Cloudflare Tunnel provides you with a secure way to connect your resources to Cloudflare without a publicly routable IP address. With Tunnel, you do not send traffic to an external IP — instead, a lightweight daemon in your infrastructure (
cloudflared) creates outbound-only connections to Cloudflare’s edge. Cloudflare Tunnel can connect HTTP web servers, , , and other protocols safely to Cloudflare. This way, your origins can serve traffic through Cloudflare without being vulnerable to attacks that bypass Cloudflare.
How it works
Cloudflared establishes outbound connections (tunnels) between your resources and the Cloudflare edge. Tunnels are persistent objects that route traffic to DNS records. Within the same tunnel, you can run as many
cloudflared processes (connectors) as needed. These processes will establish connections to the Cloudflare edge and send traffic to the nearest Cloudflare data center.
Working with Cloudflare Tunnel
Most interactions with Cloudflare Tunnel require the use of the command line — for example, creating and configuring tunnels, and running a tunnel or routing traffic through it. To get started, visit the and navigate to Access > Tunnels. When visiting the page for the first time, a step-by-step tutorial will help you create your first tunnel.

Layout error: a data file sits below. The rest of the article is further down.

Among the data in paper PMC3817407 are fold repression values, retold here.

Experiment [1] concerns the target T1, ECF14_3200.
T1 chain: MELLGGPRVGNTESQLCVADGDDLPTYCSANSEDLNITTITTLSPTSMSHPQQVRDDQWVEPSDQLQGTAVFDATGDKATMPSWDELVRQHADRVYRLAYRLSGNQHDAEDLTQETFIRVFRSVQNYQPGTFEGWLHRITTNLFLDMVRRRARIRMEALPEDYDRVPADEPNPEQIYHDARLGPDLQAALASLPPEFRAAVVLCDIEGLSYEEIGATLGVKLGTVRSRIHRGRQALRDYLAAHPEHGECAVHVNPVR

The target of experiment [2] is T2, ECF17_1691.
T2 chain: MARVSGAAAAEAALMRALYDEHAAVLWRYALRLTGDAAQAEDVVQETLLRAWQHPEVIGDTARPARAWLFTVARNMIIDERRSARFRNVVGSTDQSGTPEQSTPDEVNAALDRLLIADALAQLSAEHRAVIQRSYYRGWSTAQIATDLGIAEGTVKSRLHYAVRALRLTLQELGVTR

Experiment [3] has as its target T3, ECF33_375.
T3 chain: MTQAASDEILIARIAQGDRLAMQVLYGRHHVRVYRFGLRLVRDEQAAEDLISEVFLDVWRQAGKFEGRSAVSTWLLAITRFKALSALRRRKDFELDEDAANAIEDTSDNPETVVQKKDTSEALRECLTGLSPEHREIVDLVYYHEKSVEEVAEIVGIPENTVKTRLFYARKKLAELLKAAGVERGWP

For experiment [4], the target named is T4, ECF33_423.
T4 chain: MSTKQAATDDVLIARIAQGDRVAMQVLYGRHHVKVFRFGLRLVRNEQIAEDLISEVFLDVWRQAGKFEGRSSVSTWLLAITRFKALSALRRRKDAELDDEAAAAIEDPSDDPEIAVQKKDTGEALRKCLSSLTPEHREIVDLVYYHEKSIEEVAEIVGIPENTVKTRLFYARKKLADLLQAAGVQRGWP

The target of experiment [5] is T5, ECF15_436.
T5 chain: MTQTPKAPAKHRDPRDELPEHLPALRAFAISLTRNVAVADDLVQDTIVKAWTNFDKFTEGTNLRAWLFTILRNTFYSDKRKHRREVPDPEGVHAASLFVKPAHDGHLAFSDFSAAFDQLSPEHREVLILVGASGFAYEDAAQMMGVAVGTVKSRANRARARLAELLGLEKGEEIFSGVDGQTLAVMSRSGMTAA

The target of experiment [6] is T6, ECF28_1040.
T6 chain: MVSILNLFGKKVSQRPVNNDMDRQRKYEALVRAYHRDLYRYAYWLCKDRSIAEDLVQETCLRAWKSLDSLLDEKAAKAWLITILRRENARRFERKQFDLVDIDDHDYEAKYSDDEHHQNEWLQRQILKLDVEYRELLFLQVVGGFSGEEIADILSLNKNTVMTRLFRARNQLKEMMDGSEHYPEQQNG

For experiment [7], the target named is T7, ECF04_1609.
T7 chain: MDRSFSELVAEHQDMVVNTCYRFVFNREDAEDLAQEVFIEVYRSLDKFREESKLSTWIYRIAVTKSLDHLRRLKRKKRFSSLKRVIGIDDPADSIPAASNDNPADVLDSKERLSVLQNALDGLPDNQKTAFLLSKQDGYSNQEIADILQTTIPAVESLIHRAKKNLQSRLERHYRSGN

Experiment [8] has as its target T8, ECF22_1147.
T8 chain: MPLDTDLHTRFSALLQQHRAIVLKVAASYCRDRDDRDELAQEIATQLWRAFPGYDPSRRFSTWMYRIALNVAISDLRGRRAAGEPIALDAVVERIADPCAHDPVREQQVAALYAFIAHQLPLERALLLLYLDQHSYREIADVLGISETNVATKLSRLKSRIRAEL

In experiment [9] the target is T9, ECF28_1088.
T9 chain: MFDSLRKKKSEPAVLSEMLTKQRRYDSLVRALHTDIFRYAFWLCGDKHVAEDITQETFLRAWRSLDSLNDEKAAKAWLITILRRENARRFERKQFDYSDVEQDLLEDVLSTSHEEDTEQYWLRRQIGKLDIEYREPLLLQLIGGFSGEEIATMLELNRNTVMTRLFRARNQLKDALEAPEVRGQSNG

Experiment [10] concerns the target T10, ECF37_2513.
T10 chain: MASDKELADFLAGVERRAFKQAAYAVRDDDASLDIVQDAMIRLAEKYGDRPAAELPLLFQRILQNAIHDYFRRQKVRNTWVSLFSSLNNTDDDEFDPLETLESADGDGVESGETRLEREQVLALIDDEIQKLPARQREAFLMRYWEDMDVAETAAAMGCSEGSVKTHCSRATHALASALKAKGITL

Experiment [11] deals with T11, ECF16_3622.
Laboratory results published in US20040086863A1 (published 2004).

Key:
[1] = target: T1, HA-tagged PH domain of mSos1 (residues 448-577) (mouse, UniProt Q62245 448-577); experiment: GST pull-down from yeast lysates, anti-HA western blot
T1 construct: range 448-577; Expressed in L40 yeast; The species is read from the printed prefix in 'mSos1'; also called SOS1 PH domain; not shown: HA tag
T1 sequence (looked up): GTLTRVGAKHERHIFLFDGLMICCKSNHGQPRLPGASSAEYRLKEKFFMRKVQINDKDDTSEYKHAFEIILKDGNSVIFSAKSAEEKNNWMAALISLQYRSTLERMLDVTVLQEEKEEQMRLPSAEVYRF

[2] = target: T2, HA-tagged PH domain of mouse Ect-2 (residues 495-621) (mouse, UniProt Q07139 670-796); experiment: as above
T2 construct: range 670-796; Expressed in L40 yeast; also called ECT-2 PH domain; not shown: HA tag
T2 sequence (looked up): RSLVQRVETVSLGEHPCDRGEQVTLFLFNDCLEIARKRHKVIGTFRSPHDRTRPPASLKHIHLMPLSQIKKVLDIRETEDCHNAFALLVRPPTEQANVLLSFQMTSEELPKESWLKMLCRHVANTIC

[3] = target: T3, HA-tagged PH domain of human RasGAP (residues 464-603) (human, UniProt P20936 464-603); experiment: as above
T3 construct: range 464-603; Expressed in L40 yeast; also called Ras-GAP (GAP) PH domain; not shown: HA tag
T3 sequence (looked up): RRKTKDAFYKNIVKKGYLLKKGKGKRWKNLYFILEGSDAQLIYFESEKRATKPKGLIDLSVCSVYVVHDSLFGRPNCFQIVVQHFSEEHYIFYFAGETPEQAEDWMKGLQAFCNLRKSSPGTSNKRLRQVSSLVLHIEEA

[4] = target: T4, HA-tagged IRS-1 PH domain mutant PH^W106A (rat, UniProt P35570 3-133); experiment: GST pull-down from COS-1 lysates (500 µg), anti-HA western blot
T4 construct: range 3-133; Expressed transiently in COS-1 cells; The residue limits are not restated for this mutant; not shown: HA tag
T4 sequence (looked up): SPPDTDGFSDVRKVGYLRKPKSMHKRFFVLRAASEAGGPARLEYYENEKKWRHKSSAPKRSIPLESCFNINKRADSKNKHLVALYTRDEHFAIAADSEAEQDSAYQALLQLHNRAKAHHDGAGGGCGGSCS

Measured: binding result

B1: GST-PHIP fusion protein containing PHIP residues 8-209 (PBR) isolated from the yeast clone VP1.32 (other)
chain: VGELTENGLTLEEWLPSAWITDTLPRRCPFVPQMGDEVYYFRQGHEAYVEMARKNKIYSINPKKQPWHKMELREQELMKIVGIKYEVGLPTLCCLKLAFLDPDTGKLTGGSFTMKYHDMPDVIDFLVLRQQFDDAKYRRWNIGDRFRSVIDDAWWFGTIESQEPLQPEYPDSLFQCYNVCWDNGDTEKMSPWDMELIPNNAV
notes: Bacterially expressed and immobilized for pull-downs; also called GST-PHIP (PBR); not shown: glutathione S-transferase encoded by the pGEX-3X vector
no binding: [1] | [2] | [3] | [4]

Once your first tunnel is connected to Cloudflare, use this page to check your and view a comprehensive list of active or inactive tunnels. You’ll also be able to filter tunnels by name, status, uptime, or creation date, and use the search bar to retrieve tunnels by name.
A tunnel’s status depends on the health of its connections:
- Active: This means your tunnel is running and has a healthy connection to the Cloudflare network.
- Inactive: This means your tunnel is not running and is not connected to Cloudflare.
Follow our on how to get your first tunnel up and running. The guide covers how to download, install and authenticate
cloudflared, create your first tunnel, route traffic through it, and ultimately run your tunnel.